"What could possibly go wrong?"
A phrase that truly encapsulates my anxiety as a member of the human species as we begin to use artificial intelligence to translate the language of another species on this planet, one whose habitat we use as a toilet.
Swedish start-up technology company Gavagai and Sweden's Royal Institute of Technology are joining forces to develop an artificial intelligence system that would make it possible to translate dolphin sounds. Working in Southern Sweden for four years, the research teams plan to use AI to learn the meanings behind various dolphin squeaks and sounds.
According to Lars Hamburg, Gavagai's CEO, in an interview with The Local,
The technology models meaning instead of structure... It is unsupervised, and it continuously learns meaning by itself, by observing every language's usage -- much like a human. The technology is based on many years of world-leading research.
Hamburg and his team believe that cross-species communication does not have to end with dolphins. Hamburg said during that same interview,
Members of the project group have done extensive research on cats, bird and other animals.
Dolphins are one thing, but knowing what my cat thinks of me will lead to some serious problems. I don't need any more judgement in my life. Now the cat is giving me grief?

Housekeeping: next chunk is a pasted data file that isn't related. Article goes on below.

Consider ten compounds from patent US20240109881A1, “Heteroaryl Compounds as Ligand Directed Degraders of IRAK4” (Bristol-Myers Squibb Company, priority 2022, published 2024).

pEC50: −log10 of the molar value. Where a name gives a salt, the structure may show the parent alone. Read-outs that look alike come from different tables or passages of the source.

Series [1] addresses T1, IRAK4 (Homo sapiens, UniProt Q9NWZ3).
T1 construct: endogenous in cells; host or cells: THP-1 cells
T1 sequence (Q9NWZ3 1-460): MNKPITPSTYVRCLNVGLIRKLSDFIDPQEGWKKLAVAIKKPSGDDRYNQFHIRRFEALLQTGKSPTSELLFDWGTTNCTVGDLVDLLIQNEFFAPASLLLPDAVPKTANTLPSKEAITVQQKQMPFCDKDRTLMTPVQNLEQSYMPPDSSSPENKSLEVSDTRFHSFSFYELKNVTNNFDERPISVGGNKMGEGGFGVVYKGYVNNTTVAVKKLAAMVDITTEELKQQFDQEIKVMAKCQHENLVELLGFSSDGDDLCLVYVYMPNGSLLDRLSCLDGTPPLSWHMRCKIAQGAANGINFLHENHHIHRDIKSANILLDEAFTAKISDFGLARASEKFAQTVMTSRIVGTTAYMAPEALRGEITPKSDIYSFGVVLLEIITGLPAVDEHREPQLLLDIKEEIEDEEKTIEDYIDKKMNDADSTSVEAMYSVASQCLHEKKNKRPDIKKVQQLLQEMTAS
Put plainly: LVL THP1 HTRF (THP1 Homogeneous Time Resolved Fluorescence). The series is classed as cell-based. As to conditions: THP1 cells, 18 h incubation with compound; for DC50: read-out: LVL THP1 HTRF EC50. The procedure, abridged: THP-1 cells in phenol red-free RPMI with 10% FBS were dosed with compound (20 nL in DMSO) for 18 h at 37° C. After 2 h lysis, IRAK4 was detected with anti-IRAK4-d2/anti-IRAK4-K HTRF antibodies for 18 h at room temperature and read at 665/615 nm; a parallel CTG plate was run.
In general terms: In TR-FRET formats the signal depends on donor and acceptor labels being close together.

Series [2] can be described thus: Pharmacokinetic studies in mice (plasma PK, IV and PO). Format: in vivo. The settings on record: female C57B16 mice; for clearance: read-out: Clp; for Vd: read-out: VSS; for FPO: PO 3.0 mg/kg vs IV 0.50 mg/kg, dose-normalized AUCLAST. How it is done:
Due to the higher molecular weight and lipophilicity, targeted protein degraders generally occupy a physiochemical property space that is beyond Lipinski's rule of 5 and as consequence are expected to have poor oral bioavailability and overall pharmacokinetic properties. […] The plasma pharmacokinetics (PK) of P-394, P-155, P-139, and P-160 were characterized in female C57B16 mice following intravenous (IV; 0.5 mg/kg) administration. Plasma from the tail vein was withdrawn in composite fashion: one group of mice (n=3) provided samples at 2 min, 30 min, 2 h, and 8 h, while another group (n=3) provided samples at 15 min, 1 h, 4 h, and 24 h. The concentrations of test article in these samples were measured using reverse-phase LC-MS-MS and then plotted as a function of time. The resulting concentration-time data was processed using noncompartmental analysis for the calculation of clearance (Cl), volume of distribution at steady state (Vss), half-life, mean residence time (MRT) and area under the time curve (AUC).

That being said, scientists have had long interest in interpreting the languages of animals. Last year, a study proposed that dolphins have a simple language that functions via whistles and clicks. Apparently, similar to humans, dolphins will whistle or click at another dolphin and wait for the other dolphin to "speak" before adding more to the conversation.
The Swedish team plans to use an AI system that listens to the dolphins as they communicate. The dolphins exist in the wild, away from human interference, so the sounds collected will be relatively natural. More importantly, we'll be able to hear what they are saying about us behind our backs. Wait, does it make a difference that they are Swedish dolphins?